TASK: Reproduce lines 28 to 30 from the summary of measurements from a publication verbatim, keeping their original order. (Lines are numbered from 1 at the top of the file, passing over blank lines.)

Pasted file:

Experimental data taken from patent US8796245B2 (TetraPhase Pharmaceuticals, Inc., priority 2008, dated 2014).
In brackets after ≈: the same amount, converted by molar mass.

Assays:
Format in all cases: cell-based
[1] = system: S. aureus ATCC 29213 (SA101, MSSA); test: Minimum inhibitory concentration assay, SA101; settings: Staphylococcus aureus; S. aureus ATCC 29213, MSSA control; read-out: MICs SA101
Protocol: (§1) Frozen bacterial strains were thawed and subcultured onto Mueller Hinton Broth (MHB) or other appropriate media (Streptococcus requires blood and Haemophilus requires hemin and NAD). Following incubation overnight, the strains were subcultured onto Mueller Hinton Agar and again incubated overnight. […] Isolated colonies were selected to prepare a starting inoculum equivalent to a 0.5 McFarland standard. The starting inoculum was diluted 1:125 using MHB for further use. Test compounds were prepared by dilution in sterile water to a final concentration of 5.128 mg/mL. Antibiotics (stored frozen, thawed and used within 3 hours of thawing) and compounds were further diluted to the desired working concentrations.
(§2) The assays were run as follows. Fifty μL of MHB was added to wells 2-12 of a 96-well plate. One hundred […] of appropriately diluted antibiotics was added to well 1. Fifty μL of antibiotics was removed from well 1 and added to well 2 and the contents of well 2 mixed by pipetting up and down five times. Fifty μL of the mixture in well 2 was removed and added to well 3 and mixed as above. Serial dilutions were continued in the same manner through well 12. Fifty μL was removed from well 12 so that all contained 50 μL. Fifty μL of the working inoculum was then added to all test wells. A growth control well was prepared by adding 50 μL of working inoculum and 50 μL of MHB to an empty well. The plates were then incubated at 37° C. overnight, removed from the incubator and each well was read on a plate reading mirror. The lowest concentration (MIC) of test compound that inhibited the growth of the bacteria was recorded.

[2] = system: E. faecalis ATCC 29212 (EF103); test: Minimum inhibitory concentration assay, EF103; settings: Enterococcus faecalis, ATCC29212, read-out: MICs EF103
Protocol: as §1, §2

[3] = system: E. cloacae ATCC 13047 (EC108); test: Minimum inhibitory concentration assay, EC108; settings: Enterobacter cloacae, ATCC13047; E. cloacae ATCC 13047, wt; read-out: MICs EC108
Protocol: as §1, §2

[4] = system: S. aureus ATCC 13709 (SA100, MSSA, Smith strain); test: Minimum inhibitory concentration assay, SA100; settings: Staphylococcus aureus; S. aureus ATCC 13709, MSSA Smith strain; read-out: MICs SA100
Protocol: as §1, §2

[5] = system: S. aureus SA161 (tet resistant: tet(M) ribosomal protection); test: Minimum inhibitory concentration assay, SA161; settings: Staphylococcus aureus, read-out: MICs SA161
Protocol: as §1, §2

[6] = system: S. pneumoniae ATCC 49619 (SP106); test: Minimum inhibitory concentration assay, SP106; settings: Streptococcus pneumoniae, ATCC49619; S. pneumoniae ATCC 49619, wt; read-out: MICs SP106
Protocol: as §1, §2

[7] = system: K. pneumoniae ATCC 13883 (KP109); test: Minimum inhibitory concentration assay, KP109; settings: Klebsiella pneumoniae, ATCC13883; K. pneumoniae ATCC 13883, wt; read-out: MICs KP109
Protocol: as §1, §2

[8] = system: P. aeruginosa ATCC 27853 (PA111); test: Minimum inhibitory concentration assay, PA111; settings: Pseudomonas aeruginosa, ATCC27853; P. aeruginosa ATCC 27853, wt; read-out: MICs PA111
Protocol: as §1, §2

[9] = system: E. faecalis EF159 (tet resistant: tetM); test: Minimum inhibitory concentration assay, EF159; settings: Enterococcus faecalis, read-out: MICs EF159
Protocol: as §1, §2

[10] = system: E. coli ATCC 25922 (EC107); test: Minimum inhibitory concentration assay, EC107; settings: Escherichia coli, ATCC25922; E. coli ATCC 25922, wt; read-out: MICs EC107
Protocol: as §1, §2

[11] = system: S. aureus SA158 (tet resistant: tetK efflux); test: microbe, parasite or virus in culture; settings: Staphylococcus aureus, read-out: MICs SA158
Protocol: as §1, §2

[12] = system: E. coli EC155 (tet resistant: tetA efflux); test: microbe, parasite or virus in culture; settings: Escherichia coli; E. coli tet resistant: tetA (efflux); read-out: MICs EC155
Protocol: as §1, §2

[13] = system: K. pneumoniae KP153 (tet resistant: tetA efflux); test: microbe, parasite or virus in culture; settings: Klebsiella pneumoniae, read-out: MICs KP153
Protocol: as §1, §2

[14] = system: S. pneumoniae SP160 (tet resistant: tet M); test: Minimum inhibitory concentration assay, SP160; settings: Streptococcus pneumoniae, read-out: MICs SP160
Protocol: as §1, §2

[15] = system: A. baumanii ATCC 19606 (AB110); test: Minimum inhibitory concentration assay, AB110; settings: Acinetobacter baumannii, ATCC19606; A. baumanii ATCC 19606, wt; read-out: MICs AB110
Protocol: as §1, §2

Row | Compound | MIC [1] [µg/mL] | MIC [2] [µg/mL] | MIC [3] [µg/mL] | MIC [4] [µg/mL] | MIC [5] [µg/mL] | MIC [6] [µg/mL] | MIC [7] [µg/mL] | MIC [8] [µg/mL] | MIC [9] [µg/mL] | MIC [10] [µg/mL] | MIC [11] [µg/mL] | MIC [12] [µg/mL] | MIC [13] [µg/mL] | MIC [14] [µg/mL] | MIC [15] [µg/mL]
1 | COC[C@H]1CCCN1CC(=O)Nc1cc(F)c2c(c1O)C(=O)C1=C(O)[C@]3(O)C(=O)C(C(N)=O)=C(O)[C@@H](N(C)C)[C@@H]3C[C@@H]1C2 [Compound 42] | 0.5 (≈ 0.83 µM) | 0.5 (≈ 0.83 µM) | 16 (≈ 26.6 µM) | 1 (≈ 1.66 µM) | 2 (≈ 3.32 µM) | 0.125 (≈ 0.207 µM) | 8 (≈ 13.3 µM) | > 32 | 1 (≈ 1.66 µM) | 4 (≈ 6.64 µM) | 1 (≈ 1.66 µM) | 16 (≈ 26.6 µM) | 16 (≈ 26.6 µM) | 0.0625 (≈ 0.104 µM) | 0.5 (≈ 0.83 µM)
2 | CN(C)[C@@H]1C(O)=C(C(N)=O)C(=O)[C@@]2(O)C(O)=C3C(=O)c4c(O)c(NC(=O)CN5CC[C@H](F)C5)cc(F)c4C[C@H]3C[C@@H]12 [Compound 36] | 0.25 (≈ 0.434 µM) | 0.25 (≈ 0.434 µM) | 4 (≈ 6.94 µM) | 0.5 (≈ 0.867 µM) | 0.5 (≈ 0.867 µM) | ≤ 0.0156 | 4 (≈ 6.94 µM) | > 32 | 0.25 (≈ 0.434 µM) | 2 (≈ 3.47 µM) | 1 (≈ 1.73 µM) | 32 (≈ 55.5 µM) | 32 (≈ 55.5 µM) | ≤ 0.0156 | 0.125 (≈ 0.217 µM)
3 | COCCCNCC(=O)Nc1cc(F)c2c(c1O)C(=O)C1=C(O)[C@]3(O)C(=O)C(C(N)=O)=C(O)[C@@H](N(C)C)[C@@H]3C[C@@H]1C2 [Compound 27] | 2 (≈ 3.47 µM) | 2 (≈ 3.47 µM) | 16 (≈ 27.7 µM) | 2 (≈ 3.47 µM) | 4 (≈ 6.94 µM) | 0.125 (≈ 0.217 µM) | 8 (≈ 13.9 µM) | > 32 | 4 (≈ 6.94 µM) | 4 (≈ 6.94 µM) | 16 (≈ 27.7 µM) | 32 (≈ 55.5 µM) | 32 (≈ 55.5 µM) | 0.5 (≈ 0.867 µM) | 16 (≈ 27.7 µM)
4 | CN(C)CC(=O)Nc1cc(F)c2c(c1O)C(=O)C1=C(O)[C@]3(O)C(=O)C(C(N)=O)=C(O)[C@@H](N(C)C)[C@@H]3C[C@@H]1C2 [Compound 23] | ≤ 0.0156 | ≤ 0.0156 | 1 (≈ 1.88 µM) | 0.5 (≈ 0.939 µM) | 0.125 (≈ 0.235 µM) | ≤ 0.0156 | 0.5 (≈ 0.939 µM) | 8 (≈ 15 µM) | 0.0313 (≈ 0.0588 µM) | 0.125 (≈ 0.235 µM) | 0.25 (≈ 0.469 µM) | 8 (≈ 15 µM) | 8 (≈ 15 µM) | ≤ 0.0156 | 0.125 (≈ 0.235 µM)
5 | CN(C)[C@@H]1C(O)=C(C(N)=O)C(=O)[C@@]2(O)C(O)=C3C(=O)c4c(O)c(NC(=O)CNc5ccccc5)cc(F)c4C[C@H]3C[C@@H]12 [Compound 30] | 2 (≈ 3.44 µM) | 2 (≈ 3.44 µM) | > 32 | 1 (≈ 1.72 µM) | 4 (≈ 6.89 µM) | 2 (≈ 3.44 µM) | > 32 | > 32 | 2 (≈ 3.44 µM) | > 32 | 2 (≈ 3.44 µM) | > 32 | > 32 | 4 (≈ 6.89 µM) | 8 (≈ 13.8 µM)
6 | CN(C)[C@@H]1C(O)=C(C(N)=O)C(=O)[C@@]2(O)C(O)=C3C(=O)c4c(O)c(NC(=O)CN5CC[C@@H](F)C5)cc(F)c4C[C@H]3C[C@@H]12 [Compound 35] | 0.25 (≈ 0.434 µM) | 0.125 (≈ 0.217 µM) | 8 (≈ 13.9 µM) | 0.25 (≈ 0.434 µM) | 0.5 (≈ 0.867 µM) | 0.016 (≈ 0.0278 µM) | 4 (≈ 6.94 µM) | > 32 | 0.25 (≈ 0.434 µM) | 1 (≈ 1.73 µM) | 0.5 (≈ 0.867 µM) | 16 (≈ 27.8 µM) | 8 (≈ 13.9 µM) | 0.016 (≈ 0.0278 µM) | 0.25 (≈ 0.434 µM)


[12] = system: E. coli EC155 (tet resistant: tetA efflux); test: microbe, parasite or virus in culture; settings: Escherichia coli; E. coli tet resistant: tetA (efflux); read-out: MICs EC155
Protocol: as §1, §2

[13] = system: K. pneumoniae KP153 (tet resistant: tetA efflux); test: microbe, parasite or virus in culture; settings: Klebsiella pneumoniae, read-out: MICs KP153